Wow.

    I am kidding of course. There is of course strategizing going on, but I don't see much of the effect, except in the self-justification which is largely psychological ("My strategy was to play my own game and be myself and it worked.").

    I have read BG's book. How many pros really do it? How many pros really play 30-40 differently from 40-30? How many are really like Federer who will test out a serve and volley at 40-15 to prepare for the next match?
     
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  33. LeeD

    LeeD Bionic Poster

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    "how many indeed" ... ???
    Just how many have a good volley, are willing to use it, and play other than defensive baseline tennis with a serve which just goes to the side that doesn't get attacked?
    "Modern" tennis is unimaginative tennis because they weren't taught to take chances and still win. They equate defensive baselining as the only approach to winning, from the very beginning, so it's no wonder than don't attack more and use more variety.
     
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  34. sureshs

    sureshs Bionic Poster

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    LeeD, what is your take on the women's serve? You are the expert on women. Do you think recreational players should model themselves after the ATP serves, or instead study the WTA serve, with all its warts?
     
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  35. LeeD

    LeeD Bionic Poster

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    Wouldn't that depend on how effective your serve works against your playing partners? How well they can handle your heat, your spin, your kicks?
    Seems only a handful of top women can hit a real twist serve, most can hit slice and top/slice, while a few can hit kickers. The flats are reserved for the taller girls and a certain Williams.
    I'd hope we have more variety and effectiveness than that.
    As for studying WTA serves, I say, WHY?, when ATP serves have all the variety and more swingspeed.
    OTOH, I'd recommend copying Serena serves.
     
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  36. NLBwell

    NLBwell Legend

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    The player that hits the ball better that day is going to pretty much all the time - see Rosol/Nadal. I don't think anyone would say Rosol played a much smarter strategy than Nadal and that was the difference in the match. On that particular day (and, it seems, only on that day) he just hit the ball incredibly well.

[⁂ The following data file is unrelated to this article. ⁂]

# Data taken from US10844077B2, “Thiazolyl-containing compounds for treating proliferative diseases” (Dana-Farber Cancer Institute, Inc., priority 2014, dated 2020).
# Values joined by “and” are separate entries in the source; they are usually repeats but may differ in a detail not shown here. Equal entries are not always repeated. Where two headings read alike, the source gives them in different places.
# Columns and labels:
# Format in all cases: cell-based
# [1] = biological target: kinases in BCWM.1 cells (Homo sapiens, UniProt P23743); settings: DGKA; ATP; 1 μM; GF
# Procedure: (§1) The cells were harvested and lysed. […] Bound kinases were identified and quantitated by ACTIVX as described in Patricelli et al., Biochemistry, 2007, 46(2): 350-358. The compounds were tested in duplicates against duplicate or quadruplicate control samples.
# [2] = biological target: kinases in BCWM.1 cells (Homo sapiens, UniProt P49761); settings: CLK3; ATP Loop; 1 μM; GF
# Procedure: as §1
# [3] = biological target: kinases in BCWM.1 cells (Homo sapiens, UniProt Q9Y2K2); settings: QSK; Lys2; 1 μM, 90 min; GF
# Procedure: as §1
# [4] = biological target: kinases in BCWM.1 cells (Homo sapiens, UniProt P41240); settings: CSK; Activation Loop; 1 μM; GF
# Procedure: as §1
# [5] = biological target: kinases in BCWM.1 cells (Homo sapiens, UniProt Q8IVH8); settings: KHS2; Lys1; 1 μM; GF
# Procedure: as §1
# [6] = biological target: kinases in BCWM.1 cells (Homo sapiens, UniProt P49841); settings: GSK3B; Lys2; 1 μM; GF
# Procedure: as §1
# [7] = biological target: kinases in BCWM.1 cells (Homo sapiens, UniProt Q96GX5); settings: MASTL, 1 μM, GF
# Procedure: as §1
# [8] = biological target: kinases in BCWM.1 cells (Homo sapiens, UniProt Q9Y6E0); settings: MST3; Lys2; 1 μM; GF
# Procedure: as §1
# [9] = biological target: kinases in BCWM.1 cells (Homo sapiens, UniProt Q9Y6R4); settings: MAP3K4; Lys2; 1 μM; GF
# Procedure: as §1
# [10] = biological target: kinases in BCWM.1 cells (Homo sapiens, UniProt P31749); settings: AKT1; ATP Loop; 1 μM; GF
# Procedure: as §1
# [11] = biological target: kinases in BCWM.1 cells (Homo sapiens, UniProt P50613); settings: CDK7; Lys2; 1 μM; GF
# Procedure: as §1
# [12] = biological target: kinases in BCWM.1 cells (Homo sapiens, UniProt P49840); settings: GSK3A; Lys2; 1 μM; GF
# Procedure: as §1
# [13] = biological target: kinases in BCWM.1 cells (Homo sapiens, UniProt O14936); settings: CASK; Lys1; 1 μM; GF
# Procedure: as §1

However, in a match where players are of similar skill and playing at a similar level, strategy can determine the winner.
    Yes, many points are won off the serve and first forehand. That is plan A and if it is working there is no reason to go away from it. If the player is in a tussle, however, he will have to adjust his game in order to win.
     
    #86
  37. sureshs

    sureshs Bionic Poster

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    LeeD, I think you are not following my question.

    Let me take your own question and turn it around. Why don't the WTA players copy and achieve the ATP serve which has all the great stuff?

    Is it just because they are female and can't do it, and their being female is enough to make a male club player to be better than them and do whatever they cannot copy? Get what I am saying? If they can't do it, can we do it?
     
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  38. sureshs

    sureshs Bionic Poster

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    Great post. The only point of contention I have is that the "adjustment" these days seems to be mostly "hanging in there till the tide changes." There don't seem to be strategies which are always physically possible. As an example, I don't think it is humanly possible to return many of the wide out serves. The strategy is simply to hope that the server can't do it often.
     
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  39. LeeD

    LeeD Bionic Poster

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    I know you are stronger than most WTA pros, with possibly the exception being Serena. And you can throw farther, and willing to practice more for your skill levels, because you don't wish to run around fetching balls for your opponent to hit into your corners over and over again.
    Serena doesn't like fetching either, so her game is closer to ATP style.
    Guys like Ferrer, Nalbandian, and Davydenko love to fetch for the other guys, over and over again, and win thru their fitness. The latter was said to have mentioned his fitness 60%, while ball hitting only 35%, of the practice equation on TV. They don't need no stinkin real serves, but CAN hit them sometimes.
     
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  40. LeeD

    LeeD Bionic Poster